Being an immigrant is another part of the problem. Although sophisticated and able to speak eight languages, Tesla was an outsider with a slight accent who repeatedly got taken advantage of financially. Edison, for instance, promised Tesla a bonus if he would improve the performance of Edison’s electric generator. Tesla, after working late evenings and long weekends for about six months, tripled the equipment’s output. Yet in one of the cruelest slights to an immigrant, the Wizard of Menlo Park mocked the young engineer, saying the monetary offer had been made in jest, declaring, “When you become a full-fledged American you will appreciate an American joke.”
Tesla’s personal life also provides drama that Hollywood fails to convey. He was born during a lightning storm exactly at midnight. His “blissful” early years were shattered when he was 7 and the family’s Arabian stallion bolted and threw Nikola’s older brother to the ground. Young Nikola witnessed the terrible scene, and on that dismal night with torrential rains, his mother forced him to get out of bed and kiss his dead brother goodbye. Even 55 years later, Tesla wrote, “My visual impression of [my brother’s death] has lost none of its force.”
You might have thought the parents would turn toward their remaining son, but they, particularly his father, increasingly idolized the dead boy’s talents and consistently projected accomplishments if he had lived. Nikola simply could not compete with such an ideal, and he wrote, “Anything I did that was creditable merely caused my parents to feel their loss more keenly. I grew up with little confidence in myself.”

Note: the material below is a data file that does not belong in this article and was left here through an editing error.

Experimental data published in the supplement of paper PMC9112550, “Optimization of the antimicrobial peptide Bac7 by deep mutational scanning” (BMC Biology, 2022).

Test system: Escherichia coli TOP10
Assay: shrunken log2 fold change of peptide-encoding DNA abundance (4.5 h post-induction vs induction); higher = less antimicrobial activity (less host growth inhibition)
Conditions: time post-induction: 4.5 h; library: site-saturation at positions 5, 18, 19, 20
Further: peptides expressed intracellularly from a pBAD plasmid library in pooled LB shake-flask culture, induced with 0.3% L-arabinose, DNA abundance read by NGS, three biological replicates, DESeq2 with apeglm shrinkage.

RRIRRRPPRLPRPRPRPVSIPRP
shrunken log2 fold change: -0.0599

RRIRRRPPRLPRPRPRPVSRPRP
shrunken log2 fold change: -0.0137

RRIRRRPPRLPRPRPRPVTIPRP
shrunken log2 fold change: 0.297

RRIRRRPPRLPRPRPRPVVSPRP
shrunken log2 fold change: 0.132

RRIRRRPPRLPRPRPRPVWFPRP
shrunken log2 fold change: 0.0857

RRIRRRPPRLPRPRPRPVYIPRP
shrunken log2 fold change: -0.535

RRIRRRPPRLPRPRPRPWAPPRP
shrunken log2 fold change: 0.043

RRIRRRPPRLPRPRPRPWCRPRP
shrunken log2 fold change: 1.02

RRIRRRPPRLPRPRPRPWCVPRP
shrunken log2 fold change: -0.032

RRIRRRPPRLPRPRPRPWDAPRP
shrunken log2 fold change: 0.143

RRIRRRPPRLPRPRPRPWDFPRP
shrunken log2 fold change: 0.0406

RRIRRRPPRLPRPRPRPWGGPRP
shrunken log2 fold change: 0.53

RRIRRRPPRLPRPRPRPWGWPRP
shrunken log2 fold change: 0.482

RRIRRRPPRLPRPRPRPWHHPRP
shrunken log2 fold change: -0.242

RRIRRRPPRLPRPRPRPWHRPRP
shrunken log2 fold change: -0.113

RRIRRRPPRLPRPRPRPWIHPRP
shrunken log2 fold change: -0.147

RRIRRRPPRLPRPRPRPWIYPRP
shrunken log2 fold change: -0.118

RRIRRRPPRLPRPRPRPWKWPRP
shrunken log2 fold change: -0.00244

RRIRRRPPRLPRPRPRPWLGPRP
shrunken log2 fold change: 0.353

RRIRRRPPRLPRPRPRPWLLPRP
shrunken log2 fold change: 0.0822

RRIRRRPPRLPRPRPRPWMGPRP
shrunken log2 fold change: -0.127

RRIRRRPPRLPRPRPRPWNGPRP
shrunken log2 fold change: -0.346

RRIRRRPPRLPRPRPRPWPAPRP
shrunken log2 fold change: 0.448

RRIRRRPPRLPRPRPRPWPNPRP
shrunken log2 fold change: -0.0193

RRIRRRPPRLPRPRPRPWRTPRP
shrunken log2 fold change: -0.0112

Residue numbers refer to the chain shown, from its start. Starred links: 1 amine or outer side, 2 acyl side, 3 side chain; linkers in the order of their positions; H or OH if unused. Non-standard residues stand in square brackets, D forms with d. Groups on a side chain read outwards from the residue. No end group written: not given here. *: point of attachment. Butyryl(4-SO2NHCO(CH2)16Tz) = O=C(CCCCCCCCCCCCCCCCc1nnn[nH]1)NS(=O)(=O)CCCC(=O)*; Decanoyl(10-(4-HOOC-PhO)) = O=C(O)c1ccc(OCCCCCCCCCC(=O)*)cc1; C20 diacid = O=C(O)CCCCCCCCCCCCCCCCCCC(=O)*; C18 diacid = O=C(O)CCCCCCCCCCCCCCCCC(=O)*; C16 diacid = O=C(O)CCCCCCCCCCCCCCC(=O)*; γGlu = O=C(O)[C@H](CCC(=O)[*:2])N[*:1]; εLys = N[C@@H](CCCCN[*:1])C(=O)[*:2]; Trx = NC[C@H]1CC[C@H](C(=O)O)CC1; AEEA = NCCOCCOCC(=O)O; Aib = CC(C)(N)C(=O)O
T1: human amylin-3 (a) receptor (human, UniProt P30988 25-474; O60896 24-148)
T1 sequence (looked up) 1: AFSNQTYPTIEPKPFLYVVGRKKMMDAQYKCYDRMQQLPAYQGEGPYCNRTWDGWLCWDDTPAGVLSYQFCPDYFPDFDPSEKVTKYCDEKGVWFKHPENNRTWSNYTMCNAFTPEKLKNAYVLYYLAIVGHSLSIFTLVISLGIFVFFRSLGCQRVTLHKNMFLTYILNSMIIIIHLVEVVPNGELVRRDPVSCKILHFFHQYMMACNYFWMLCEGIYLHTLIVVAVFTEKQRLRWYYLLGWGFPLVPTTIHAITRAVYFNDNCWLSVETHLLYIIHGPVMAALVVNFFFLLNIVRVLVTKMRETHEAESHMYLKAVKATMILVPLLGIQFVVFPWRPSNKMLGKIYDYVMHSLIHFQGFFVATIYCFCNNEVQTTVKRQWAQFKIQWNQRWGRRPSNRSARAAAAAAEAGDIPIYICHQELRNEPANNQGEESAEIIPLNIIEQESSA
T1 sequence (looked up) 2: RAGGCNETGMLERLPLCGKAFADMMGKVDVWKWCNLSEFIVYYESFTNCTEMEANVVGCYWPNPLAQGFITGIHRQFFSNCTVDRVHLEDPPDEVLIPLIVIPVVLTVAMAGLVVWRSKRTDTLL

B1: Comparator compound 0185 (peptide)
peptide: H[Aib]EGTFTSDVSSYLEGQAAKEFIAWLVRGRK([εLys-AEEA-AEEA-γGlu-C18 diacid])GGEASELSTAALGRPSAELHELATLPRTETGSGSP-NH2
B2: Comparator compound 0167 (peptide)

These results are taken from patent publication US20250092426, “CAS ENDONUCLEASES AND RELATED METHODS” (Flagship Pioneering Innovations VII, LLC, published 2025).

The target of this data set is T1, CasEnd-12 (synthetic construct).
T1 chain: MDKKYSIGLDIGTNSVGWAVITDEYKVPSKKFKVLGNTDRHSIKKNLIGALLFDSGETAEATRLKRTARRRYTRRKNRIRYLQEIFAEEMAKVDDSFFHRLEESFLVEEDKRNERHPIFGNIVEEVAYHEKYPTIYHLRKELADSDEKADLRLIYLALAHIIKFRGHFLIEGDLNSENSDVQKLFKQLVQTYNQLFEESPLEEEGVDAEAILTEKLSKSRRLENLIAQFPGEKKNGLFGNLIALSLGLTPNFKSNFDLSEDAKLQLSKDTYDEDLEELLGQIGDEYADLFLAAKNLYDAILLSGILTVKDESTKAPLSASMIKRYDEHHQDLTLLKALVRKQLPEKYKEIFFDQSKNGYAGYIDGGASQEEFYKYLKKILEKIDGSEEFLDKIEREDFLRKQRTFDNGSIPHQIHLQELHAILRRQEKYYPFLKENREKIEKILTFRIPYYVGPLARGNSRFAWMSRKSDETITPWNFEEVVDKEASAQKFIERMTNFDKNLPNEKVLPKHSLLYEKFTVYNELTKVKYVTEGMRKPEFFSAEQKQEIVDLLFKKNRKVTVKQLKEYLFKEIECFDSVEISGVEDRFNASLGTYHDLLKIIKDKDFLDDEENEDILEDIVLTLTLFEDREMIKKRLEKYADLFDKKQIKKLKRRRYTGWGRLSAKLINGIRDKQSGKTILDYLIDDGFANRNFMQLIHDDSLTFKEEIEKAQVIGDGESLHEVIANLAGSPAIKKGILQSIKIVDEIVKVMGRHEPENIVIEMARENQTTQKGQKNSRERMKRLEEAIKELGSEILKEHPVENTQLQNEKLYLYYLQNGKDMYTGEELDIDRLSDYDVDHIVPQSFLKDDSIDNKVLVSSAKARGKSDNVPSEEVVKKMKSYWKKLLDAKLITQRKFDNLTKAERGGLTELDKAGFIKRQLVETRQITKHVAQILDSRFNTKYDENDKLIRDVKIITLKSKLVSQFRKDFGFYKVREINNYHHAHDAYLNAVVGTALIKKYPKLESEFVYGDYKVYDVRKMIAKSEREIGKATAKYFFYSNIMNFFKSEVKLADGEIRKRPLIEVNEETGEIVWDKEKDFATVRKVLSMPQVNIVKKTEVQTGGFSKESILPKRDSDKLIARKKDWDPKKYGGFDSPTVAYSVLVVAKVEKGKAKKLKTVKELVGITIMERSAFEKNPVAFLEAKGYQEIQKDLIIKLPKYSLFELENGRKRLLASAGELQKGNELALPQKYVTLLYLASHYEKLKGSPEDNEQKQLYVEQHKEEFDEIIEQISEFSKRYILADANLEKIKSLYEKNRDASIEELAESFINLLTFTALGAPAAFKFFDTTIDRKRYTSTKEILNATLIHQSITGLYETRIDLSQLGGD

Tesla’s father demanded that Nikola follow his footsteps and become an Orthodox priest, and relented only when, dying of cholera, he cleverly pleaded that he could recover only if allowed to attend university and study engineering. Yet after two stellar years at school, still looking for his father’s never-to-be-offered approval, Tesla dropped out, took up gambling and billiards, moved secretly to a different town, got arrested for vagrancy, and was brought back to his parents’ home by the police.
After helping to install Edison phone systems in Budapest and Paris, Tesla traveled to New York to work with the Wizard of Menlo Park, but he soon ventured off on his own. As his fame grew, he befriended a mix of celebrated friends, including writer Mark Twain, naturalist John Muir, and architect Stanford White.
Tesla operated as a curiosity-driven inventor, motivated by idealism. While Edison followed the American entrepreneurial path and developed new products in order to make money, Tesla believed that technology transcended the marketplace and that invention should not be tied to profits. Tesla, for instance, worked tirelessly to offer electric power freely to the world and to build robots that would reduce life’s drudgery. We are the better for it, and Hollywood should tell that story.
Richard Munson is the author of Tesla: Inventor of the Modern.